The baby’s legs should have a slight bend and open feet. Bring the elbows of the baby down to rest on the top of the cusion hill. The farther out the elbows, the more supported the baby will be. When the baby pulls his or her elbows back, he or she is more likely to topple. But if the elbows are too far out, the baby will be looking up (which can be cute, too). Play around and see what you like. Do a set of photos with the newborn’s head supported by the assistant first, then a set with the assistant supporting the baby’s wrists/hands. The first photo will be your main photo. From the second photo, you only need the top of the baby’s head.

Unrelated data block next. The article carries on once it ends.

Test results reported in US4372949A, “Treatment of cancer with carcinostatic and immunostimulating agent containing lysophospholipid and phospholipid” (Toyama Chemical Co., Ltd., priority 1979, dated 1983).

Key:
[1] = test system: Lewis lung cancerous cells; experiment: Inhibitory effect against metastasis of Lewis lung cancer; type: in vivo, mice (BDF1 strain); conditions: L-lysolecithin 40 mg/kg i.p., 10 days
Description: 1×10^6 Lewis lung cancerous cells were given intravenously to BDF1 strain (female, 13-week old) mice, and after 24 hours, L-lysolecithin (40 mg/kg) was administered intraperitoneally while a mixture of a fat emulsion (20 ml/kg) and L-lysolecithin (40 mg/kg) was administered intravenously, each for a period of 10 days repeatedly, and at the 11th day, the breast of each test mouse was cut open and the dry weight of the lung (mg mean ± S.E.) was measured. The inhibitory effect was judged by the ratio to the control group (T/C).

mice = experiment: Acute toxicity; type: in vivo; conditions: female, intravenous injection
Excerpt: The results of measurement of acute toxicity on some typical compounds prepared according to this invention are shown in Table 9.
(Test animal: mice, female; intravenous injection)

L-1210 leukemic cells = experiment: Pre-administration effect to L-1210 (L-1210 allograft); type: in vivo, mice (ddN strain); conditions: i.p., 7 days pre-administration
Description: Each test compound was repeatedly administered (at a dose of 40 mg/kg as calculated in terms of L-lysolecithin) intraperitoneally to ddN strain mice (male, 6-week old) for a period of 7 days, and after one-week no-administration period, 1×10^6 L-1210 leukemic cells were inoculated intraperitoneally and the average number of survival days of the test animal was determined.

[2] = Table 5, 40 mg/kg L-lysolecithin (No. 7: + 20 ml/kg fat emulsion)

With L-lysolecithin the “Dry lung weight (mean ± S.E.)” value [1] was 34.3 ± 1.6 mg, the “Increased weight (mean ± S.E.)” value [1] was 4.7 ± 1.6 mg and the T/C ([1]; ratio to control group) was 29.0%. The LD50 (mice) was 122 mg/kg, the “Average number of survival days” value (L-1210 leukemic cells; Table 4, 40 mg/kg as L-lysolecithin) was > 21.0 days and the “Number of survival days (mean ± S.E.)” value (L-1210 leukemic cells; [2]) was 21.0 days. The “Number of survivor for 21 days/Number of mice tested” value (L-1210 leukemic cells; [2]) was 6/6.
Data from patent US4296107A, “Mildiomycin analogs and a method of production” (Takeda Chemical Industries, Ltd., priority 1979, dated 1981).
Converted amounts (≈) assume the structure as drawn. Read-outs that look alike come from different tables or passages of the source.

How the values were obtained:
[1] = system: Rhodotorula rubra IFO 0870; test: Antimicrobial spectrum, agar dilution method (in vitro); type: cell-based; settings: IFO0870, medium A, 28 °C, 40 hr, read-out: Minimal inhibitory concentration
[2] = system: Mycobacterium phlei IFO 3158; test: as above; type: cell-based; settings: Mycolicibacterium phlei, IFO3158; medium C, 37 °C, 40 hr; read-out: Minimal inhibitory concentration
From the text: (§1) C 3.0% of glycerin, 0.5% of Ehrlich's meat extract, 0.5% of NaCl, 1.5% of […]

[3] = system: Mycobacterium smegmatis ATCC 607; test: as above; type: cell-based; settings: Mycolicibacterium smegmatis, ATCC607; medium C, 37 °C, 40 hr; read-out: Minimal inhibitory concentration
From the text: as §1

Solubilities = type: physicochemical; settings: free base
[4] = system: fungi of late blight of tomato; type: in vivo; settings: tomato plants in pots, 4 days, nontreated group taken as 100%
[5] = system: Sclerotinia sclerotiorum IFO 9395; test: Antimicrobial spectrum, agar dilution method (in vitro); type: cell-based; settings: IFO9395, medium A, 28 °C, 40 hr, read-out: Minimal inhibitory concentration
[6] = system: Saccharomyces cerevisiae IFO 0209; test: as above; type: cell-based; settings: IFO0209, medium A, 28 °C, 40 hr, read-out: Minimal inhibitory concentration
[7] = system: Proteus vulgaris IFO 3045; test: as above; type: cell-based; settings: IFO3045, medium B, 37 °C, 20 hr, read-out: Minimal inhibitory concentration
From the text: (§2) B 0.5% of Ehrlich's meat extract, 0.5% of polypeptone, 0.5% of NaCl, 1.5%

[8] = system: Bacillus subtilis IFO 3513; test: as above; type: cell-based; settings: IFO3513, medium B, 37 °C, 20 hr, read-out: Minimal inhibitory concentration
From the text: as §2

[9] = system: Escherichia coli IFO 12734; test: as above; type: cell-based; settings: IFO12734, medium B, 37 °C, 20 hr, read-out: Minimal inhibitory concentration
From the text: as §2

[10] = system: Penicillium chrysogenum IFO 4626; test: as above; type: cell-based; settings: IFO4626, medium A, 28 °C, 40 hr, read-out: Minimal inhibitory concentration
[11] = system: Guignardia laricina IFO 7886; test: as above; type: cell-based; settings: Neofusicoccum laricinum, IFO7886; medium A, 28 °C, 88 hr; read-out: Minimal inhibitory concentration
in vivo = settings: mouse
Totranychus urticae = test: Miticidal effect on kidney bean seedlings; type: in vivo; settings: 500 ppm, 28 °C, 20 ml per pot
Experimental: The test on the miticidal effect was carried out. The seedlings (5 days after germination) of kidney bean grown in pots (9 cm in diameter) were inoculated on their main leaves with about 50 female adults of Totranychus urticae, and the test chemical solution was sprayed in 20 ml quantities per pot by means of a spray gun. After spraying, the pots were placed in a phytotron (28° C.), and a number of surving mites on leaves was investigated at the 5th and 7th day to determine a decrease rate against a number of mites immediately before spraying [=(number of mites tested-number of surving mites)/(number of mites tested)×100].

Watch my froggy pose video demonstration
In this froggy pose demo video, I’ll show you step-by-step how to safely do the froggy pose with a newborn. I created this video during a session to show you the posing transitions, little adjustments that make all the difference, and how I have a parent assist me in creating the composite image.
Fallen froggy pose
This is by far the easiest pose you will do! It’s not hard to move the baby from froggy pose into fallen froggy pose. With one hand, lift the baby’s wrists, hands and head, and tuck the foot that’s in the direction you want to lay the baby down. After the foot is tucked, use both hands to lay the baby down in the same froggy pose with their other foot peeking out behind their elbow. Parents love this pose in close-ups.
6. Lastly, I move the newborn to a back-lying prop.